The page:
Arts & Culture

‘Shitfaced: Musings of a Former Drunk’ addresses alcoholism, undergrad experience

Alum Seamus Kirst ’09 writes honest memoir reflecting on recovery

By
Senior Staff Writer
Thursday, April 27, 2017

Raised in a lower-middle class family struggling with debt and haunted by a history of alcoholism, Seamus Kirst ’13 tells a story that began even before he was born in “Shitfaced: Musings of a Former Drunk.” The heart-wrenching but hopeful foreword, written by Kirst’s father, lays the groundwork for the developing memoir through his own story as a struggling writer and a self-described “blackout drinker.” From this foundation, Kirst composes a hilarious, blatantly honest and sometimes downright sad memoir, told from the vantage point of a Brown graduate and recovering alcoholic. While the story focuses on Kirst’s experience with alcoholism, he includes topics of class, sexuality and mental illness interlaced in the complicated saga.

The coming-of-age story begins fairly innocently, when, in Kirst’s early childhood, he would beg his mom to give him extra Flintstone vitamins. The story continues to follow Kirst on a complicated search for identity as he navigates a world of extremes. His battle with alcoholism culminates in his early twenties when he tries to manage a relationship in spite of his excess drinking. Following his breakup and another night he could not recall, he finally reached out to his father and began his recovery process.

Throughout the text, Kirst deals with an unconventional dichotomy in his character. “‘You have the most imbalanced personality of anyone I’ve ever met,’” he recalls his father saying. And though he was repeatedly hospitalized for alcohol poisoning and endured long stays in rehab, Kirst managed to maintain straight-As and made his way from a high school valedictorian in Syracuse, New York to a student at Brown, he recalls.

At times, the reader is jarringly reminded how grounded Kirst’s story is, literally, on College Hill. “One moment, I was on the Main Green of Brown’s Campus,” Kirst writes, adding that “it was 4/20 — the unofficial holiday of marijuana consumption — and everyone was smoking.” But, as the chapter unfolds, the reader realizes how the buzz of a well-known annual campus event easily obscures the darker experiences of its participants. One minute, Kirst is coming down off a high while he and his friends “talked about the Spring Weekend concert,” and the next he describes the impact of his drinking as he “fell deeper down the rabbit hole.”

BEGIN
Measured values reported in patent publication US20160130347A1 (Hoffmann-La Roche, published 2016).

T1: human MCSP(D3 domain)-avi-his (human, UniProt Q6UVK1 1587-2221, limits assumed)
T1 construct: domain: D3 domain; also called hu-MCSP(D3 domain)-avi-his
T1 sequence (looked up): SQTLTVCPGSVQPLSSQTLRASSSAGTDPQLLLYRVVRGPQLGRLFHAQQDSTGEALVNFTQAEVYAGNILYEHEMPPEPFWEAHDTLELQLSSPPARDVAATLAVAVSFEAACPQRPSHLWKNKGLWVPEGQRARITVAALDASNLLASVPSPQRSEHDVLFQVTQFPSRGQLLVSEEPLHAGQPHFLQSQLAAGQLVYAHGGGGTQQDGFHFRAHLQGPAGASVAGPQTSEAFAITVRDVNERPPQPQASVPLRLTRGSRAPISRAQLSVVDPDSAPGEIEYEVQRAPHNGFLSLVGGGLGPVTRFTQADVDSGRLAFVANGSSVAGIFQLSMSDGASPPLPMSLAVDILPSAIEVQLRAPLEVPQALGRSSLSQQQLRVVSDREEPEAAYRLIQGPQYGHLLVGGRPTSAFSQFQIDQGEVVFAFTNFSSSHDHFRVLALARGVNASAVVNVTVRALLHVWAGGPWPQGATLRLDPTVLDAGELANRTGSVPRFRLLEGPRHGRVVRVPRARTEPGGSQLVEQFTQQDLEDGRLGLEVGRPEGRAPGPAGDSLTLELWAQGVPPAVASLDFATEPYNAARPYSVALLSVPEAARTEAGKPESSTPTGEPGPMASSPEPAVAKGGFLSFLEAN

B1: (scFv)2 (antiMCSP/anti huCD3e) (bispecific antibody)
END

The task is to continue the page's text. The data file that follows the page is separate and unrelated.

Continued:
He recalls calling his dad from the Main Green, reporting that he did not feel entirely comfortable at Brown. In his familial report, however, he did not mention the alcoholism that had impacted his life at school but instead talked about class disparities on campus.

“How could my dad, a normal person from lower middle-class America, comprehend kids running around with limitless credit cards?” he wrote. “I felt on the outside — left out;­ a feeling that I had been convinced would disappear when I got to the college of my dreams.”

Kirst pairs his personal anecdotes with the shared experiences of students across campuses and, for that matter, anyone who has ever felt like they were on the outside.

In the memoir, Kirst includes an essay he published called “There and Back Again: Why I Gave Up Alcohol at 22.” This condensed version of his story, which reached a global audience, inspired the larger text. “Alcoholism has taught me that you really can convince yourself to do anything,” Kirst writes, highlighting truths that transcend his specific experience. The essay ends on a hopeful, comical and confessional note, mimicked in the voice readers become familiar with in the memoir.

“But what I do have, finally, is the peace of mind knowing that I can wake up every morning remembering all that I did the night before — for better or for worse — and knowing, in the end, I will be okay.”

Correction: A previous version of this article said that Seamus Kirst ’13 was raised in a family living on the edge of bankruptcy. In fact, he was raised in a lower-middle class family struggling with debt. The Herald regrets the error.